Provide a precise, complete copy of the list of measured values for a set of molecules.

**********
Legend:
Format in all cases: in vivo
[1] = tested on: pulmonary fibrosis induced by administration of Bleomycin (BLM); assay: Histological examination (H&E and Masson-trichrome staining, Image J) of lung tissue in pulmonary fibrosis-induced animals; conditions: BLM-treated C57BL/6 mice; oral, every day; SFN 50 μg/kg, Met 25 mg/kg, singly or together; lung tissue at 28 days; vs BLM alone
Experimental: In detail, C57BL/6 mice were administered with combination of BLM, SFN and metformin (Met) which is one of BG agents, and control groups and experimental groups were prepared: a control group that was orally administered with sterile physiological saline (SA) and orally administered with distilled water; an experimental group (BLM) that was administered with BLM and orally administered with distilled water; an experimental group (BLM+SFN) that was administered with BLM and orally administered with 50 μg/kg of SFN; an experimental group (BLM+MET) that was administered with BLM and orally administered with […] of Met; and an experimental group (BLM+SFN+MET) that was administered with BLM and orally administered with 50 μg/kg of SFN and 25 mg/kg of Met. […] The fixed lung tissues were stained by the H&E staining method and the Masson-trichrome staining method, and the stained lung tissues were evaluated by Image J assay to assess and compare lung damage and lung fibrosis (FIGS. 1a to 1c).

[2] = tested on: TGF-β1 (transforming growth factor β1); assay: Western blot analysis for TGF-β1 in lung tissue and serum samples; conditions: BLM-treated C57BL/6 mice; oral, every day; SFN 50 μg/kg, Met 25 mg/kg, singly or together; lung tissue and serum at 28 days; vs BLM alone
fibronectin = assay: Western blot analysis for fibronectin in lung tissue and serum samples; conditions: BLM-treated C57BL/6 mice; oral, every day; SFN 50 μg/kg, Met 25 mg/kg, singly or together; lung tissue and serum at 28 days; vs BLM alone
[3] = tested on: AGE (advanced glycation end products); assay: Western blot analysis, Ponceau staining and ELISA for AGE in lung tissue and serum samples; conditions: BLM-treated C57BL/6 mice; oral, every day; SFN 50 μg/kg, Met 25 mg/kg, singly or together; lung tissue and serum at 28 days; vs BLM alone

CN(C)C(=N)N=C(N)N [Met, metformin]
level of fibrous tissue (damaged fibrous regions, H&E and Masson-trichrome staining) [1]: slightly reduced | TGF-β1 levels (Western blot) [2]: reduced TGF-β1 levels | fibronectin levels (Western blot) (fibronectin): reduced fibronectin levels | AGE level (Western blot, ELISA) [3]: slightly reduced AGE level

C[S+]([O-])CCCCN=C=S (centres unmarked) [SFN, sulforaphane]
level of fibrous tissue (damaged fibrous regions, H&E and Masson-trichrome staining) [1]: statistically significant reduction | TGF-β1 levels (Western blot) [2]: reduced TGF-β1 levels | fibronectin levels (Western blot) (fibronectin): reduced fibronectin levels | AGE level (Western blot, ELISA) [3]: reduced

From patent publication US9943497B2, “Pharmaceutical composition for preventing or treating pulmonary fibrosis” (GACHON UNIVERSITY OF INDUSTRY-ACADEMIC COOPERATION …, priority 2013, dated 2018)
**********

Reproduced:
Legend:
Format in all cases: in vivo
[1] = tested on: pulmonary fibrosis induced by administration of Bleomycin (BLM); assay: Histological examination (H&E and Masson-trichrome staining, Image J) of lung tissue in pulmonary fibrosis-induced animals; conditions: BLM-treated C57BL/6 mice; oral, every day; SFN 50 μg/kg, Met 25 mg/kg, singly or together; lung tissue at 28 days; vs BLM alone
Experimental: In detail, C57BL/6 mice were administered with combination of BLM, SFN and metformin (Met) which is one of BG agents, and control groups and experimental groups were prepared: a control group that was orally administered with sterile physiological saline (SA) and orally administered with distilled water; an experimental group (BLM) that was administered with BLM and orally administered with distilled water; an experimental group (BLM+SFN) that was administered with BLM and orally administered with 50 μg/kg of SFN; an experimental group (BLM+MET) that was administered with BLM and orally administered with […] of Met; and an experimental group (BLM+SFN+MET) that was administered with BLM and orally administered with 50 μg/kg of SFN and 25 mg/kg of Met. […] The fixed lung tissues were stained by the H&E staining method and the Masson-trichrome staining method, and the stained lung tissues were evaluated by Image J assay to assess and compare lung damage and lung fibrosis (FIGS. 1a to 1c).

[2] = tested on: TGF-β1 (transforming growth factor β1); assay: Western blot analysis for TGF-β1 in lung tissue and serum samples; conditions: BLM-treated C57BL/6 mice; oral, every day; SFN 50 μg/kg, Met 25 mg/kg, singly or together; lung tissue and serum at 28 days; vs BLM alone
fibronectin = assay: Western blot analysis for fibronectin in lung tissue and serum samples; conditions: BLM-treated C57BL/6 mice; oral, every day; SFN 50 μg/kg, Met 25 mg/kg, singly or together; lung tissue and serum at 28 days; vs BLM alone
[3] = tested on: AGE (advanced glycation end products); assay: Western blot analysis, Ponceau staining and ELISA for AGE in lung tissue and serum samples; conditions: BLM-treated C57BL/6 mice; oral, every day; SFN 50 μg/kg, Met 25 mg/kg, singly or together; lung tissue and serum at 28 days; vs BLM alone

CN(C)C(=N)N=C(N)N [Met, metformin]
level of fibrous tissue (damaged fibrous regions, H&E and Masson-trichrome staining) [1]: slightly reduced | TGF-β1 levels (Western blot) [2]: reduced TGF-β1 levels | fibronectin levels (Western blot) (fibronectin): reduced fibronectin levels | AGE level (Western blot, ELISA) [3]: slightly reduced AGE level

C[S+]([O-])CCCCN=C=S (centres unmarked) [SFN, sulforaphane]
level of fibrous tissue (damaged fibrous regions, H&E and Masson-trichrome staining) [1]: statistically significant reduction | TGF-β1 levels (Western blot) [2]: reduced TGF-β1 levels | fibronectin levels (Western blot) (fibronectin): reduced fibronectin levels | AGE level (Western blot, ELISA) [3]: reduced

From patent publication US9943497B2, “Pharmaceutical composition for preventing or treating pulmonary fibrosis” (GACHON UNIVERSITY OF INDUSTRY-ACADEMIC COOPERATION …, priority 2013, dated 2018)